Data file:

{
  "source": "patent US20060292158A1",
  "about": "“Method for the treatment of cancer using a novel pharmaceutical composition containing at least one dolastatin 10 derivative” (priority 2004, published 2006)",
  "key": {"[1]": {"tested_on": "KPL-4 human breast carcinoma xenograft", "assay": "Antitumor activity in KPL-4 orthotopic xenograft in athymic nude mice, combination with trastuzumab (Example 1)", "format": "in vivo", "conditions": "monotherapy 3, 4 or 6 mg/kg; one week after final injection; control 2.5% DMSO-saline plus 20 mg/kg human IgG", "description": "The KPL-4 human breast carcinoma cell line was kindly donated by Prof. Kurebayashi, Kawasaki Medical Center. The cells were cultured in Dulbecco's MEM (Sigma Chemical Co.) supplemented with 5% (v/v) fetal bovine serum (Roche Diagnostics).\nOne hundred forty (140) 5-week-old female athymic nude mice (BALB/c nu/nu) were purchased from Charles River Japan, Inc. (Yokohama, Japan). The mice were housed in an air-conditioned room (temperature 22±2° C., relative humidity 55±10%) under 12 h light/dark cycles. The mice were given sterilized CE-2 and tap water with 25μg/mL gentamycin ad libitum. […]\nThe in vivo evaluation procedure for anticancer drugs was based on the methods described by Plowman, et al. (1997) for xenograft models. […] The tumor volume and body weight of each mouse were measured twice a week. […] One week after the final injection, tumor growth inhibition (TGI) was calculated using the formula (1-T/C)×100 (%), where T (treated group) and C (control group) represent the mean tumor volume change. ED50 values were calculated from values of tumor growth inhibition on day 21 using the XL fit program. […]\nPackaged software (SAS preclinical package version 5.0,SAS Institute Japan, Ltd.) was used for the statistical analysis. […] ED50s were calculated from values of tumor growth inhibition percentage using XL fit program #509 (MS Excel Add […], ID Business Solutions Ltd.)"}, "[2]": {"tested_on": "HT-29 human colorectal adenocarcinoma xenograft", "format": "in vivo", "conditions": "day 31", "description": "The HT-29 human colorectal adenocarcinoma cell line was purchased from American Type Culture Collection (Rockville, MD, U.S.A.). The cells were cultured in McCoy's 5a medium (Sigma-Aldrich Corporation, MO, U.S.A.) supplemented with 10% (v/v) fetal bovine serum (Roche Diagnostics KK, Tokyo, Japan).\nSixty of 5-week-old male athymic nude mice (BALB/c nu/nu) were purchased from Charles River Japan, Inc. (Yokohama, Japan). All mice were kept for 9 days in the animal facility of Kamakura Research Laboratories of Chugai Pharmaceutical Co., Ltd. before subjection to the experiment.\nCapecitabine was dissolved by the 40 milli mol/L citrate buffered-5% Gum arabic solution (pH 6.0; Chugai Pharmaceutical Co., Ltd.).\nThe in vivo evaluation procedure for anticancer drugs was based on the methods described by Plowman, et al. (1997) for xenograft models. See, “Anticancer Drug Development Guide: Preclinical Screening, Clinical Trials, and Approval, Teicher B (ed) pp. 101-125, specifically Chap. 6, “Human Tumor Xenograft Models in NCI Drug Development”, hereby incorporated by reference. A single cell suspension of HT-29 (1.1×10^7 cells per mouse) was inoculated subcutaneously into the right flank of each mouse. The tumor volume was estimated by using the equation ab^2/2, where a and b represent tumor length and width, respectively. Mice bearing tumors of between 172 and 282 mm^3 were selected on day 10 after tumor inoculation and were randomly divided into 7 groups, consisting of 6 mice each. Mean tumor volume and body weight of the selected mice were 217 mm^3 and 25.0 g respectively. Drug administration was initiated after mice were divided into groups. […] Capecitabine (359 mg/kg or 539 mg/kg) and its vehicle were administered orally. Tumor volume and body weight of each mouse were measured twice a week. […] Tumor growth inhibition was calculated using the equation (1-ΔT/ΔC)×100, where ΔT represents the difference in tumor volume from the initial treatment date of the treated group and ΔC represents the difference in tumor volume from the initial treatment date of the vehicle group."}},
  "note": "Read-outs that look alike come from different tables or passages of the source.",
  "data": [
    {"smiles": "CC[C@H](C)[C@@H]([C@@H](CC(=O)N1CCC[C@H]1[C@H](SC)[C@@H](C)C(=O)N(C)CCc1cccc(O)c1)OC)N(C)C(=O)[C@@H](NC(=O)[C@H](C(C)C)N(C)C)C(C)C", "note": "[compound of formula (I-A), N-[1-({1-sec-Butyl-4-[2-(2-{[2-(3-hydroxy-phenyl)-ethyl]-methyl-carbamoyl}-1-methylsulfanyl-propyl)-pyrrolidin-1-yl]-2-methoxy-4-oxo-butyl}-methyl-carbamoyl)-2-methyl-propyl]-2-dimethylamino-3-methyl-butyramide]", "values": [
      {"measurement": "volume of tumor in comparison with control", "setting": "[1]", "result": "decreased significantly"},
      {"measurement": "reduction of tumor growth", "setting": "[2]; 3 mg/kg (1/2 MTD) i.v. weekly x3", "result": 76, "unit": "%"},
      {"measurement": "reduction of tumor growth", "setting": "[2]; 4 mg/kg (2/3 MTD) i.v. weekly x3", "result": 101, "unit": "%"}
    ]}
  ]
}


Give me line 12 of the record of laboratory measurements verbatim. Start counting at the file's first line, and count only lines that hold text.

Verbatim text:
  ]